Here’s a weird idea I’ve been playing with: A concept of narrative dimensionality.
First, take a painting, or a photo, or even a description of a room. This is a moment, frozen in time. It may imply a greater story, but it never changes, never moves. This is, narratively, non-dimensional, a single point.
Second, extrapolate that picture or description into a continuity. This creates a film or a story, which changes over a given span, usually of time, but always contains the same events at the same intervals. This is one-dimensional, a line, which can be traversed. Any point in the continuity can be described with a single time code or page/character number.
This continuity is rarely perfect in terms of presentation: Tedious parts get edited out of novels and films, implied action occurs between comic book panels and edited scenes, and even at 24 frames a second small bits of action get lost. That’s not important: To us, the narrative is a continuous unbroken thread.
It is an illusion – It is the illusion of fiction.
Extrapolate this out a layer. What does a two-dimensional narrative space look like? A continuity of possible stories, any of which might be experienced individually depending upon how that space is navigated.
Isn’t that rather like a video game? They set up the worlds and the rules which govern them, set up the elements which can comprise a story, and leave it to the players to find whichever story they may within the narrative space presented. A space comprised of an infinite spectrum of possible stories…
Well, no one said they all had to be good stories.
Interactivity isn’t strictly necessary. All of the potential stories could still exist within the game, controlled by an AI or a random number generator or a thousand monkeys, but interactivity is the viewport through which we can see the narrative space and explore it ourselves.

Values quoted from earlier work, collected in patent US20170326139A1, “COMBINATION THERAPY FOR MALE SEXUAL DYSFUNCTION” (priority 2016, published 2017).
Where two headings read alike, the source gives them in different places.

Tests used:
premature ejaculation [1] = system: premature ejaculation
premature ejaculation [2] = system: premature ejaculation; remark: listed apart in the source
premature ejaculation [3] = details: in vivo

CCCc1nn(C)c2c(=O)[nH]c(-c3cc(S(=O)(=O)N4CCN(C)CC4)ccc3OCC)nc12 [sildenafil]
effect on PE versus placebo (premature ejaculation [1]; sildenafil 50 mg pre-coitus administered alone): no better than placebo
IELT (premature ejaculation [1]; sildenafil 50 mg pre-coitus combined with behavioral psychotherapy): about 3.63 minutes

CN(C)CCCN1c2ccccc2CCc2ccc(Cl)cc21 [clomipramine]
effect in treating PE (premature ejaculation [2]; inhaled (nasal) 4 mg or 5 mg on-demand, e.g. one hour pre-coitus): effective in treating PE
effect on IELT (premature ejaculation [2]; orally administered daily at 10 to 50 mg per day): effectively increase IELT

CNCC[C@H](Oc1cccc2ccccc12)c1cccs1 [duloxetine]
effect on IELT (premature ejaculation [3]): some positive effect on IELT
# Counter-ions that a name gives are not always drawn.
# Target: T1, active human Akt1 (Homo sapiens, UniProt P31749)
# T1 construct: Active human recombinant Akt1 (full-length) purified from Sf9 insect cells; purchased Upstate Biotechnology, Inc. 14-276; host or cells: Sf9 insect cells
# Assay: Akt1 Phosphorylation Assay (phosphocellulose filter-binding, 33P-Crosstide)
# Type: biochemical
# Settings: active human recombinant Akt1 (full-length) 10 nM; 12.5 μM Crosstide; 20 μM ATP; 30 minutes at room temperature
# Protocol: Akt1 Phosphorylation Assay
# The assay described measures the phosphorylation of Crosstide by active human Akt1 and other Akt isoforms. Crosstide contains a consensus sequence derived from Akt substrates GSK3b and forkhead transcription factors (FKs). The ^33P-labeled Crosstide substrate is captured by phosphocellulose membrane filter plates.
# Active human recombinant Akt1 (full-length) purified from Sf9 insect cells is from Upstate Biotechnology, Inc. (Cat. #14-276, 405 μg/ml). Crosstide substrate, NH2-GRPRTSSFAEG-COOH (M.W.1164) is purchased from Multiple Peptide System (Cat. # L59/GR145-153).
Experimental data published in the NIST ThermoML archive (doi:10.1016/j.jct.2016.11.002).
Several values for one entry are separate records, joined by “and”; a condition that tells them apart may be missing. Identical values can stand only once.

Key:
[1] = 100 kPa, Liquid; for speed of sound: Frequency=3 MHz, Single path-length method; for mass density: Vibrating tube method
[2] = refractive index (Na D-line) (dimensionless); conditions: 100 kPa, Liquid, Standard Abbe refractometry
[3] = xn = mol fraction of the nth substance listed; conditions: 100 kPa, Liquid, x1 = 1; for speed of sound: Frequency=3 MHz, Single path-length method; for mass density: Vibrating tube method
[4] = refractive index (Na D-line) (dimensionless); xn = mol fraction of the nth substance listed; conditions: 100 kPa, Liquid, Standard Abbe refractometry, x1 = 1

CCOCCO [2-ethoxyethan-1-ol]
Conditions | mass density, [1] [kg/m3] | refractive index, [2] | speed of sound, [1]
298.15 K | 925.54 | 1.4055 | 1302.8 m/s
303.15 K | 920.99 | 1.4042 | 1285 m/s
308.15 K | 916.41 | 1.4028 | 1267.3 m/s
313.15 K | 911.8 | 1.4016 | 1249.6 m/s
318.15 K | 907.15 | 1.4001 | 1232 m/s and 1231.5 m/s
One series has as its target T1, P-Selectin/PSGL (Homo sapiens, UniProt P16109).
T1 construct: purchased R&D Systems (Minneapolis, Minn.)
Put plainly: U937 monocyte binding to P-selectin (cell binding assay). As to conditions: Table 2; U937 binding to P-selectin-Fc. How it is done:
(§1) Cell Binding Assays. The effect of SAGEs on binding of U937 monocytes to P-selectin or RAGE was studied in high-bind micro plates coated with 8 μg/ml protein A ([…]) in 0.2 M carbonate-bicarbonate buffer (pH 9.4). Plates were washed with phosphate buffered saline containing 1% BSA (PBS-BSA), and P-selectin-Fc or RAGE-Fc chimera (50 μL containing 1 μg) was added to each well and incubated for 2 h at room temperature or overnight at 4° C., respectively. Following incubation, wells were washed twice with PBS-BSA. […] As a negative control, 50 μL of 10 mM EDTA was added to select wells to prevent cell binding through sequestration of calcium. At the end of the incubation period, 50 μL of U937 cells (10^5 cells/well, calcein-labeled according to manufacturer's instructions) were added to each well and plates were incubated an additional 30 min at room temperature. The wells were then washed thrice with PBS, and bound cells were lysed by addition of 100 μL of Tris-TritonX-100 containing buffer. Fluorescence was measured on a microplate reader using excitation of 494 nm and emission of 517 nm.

What would a three-dimensional narrative space look like? A world which is spanned by an infinite number of navigable story-spaces?
Is that the world we live in now?
What would a fourth dimension look like?
This may all be pointless sophistry. This may be a waste of time and resources. It’s fun to think about anyway.
It’s simple enough, as well, to project a higher dimensionality narrative space down to a lower-dimensionality space. We do it every time we put a Spelunky run up on Youtube. We do it every time we post a screenshot. We do it every time we make an autobiographical game or look at an old photo. Each of these is a frozen representation of something that used to exist in a higher order narrative space.
What conclusions can we draw from this? Well, we can conclude that Roger Ebert did, after all, have a pretty good point: There is a qualitative difference between a static narrative and a set of narratives which comprise a narrative space. The flaw in his reasoning was declaring that this limited a game creator’s capacity to be artistically expressive.
Why, indeed, we can be expressive on a whole other axis.
We are just getting started.